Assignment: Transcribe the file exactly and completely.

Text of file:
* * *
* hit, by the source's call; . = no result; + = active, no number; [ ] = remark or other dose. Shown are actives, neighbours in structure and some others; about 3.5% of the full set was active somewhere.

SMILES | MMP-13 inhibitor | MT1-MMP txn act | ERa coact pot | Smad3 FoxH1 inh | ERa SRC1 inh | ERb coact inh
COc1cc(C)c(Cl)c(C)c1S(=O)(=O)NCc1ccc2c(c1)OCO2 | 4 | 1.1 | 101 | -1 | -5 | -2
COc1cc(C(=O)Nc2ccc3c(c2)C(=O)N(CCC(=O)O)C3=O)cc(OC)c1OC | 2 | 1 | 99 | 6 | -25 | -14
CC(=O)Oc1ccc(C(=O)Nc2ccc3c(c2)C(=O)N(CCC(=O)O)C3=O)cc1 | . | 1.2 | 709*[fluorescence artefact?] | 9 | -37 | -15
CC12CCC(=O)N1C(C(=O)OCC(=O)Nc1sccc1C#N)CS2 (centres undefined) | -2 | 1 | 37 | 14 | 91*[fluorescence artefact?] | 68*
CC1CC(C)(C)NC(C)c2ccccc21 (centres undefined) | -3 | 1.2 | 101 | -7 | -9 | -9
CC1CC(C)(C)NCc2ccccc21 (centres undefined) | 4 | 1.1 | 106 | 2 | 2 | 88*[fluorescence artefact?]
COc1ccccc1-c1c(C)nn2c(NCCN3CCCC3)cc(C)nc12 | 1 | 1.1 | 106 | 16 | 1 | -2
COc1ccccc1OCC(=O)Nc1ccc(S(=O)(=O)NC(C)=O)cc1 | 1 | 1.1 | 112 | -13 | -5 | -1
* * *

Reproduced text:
* hit, by the source's call; . = no result; + = active, no number; [ ] = remark or other dose. Shown are actives, neighbours in structure and some others; about 3.5% of the full set was active somewhere.

SMILES | MMP-13 inhibitor | MT1-MMP txn act | ERa coact pot | Smad3 FoxH1 inh | ERa SRC1 inh | ERb coact inh
COc1cc(C)c(Cl)c(C)c1S(=O)(=O)NCc1ccc2c(c1)OCO2 | 4 | 1.1 | 101 | -1 | -5 | -2
COc1cc(C(=O)Nc2ccc3c(c2)C(=O)N(CCC(=O)O)C3=O)cc(OC)c1OC | 2 | 1 | 99 | 6 | -25 | -14
CC(=O)Oc1ccc(C(=O)Nc2ccc3c(c2)C(=O)N(CCC(=O)O)C3=O)cc1 | . | 1.2 | 709*[fluorescence artefact?] | 9 | -37 | -15
CC12CCC(=O)N1C(C(=O)OCC(=O)Nc1sccc1C#N)CS2 (centres undefined) | -2 | 1 | 37 | 14 | 91*[fluorescence artefact?] | 68*
CC1CC(C)(C)NC(C)c2ccccc21 (centres undefined) | -3 | 1.2 | 101 | -7 | -9 | -9
CC1CC(C)(C)NCc2ccccc21 (centres undefined) | 4 | 1.1 | 106 | 2 | 2 | 88*[fluorescence artefact?]
COc1ccccc1-c1c(C)nn2c(NCCN3CCCC3)cc(C)nc12 | 1 | 1.1 | 106 | 16 | 1 | -2
COc1ccccc1OCC(=O)Nc1ccc(S(=O)(=O)NC(C)=O)cc1 | 1 | 1.1 | 112 | -13 | -5 | -1